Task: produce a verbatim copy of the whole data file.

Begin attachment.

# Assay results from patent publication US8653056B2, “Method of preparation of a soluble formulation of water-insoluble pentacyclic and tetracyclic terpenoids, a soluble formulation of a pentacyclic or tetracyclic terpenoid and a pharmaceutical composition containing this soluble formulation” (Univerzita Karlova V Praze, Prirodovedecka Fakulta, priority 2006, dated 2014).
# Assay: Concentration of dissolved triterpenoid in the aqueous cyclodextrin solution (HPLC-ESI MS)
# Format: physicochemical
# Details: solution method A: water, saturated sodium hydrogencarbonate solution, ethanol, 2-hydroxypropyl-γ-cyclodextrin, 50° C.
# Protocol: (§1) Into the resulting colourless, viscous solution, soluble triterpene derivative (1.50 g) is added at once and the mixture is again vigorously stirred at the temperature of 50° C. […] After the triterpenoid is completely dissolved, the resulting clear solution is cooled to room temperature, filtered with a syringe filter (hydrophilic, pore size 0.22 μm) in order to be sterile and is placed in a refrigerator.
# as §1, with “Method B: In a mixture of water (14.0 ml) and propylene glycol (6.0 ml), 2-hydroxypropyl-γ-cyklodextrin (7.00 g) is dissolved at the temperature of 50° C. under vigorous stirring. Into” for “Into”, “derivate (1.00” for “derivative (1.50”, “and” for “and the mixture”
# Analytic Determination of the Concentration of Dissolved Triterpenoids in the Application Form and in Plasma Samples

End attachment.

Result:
# Assay results from patent publication US8653056B2, “Method of preparation of a soluble formulation of water-insoluble pentacyclic and tetracyclic terpenoids, a soluble formulation of a pentacyclic or tetracyclic terpenoid and a pharmaceutical composition containing this soluble formulation” (Univerzita Karlova V Praze, Prirodovedecka Fakulta, priority 2006, dated 2014).
# Assay: Concentration of dissolved triterpenoid in the aqueous cyclodextrin solution (HPLC-ESI MS)
# Format: physicochemical
# Details: solution method A: water, saturated sodium hydrogencarbonate solution, ethanol, 2-hydroxypropyl-γ-cyclodextrin, 50° C.
# Protocol: (§1) Into the resulting colourless, viscous solution, soluble triterpene derivative (1.50 g) is added at once and the mixture is again vigorously stirred at the temperature of 50° C. […] After the triterpenoid is completely dissolved, the resulting clear solution is cooled to room temperature, filtered with a syringe filter (hydrophilic, pore size 0.22 μm) in order to be sterile and is placed in a refrigerator.
# as §1, with “Method B: In a mixture of water (14.0 ml) and propylene glycol (6.0 ml), 2-hydroxypropyl-γ-cyklodextrin (7.00 g) is dissolved at the temperature of 50° C. under vigorous stirring. Into” for “Into”, “derivate (1.00” for “derivative (1.50”, “and” for “and the mixture”
# Analytic Determination of the Concentration of Dissolved Triterpenoids in the Application Form and in Plasma Samples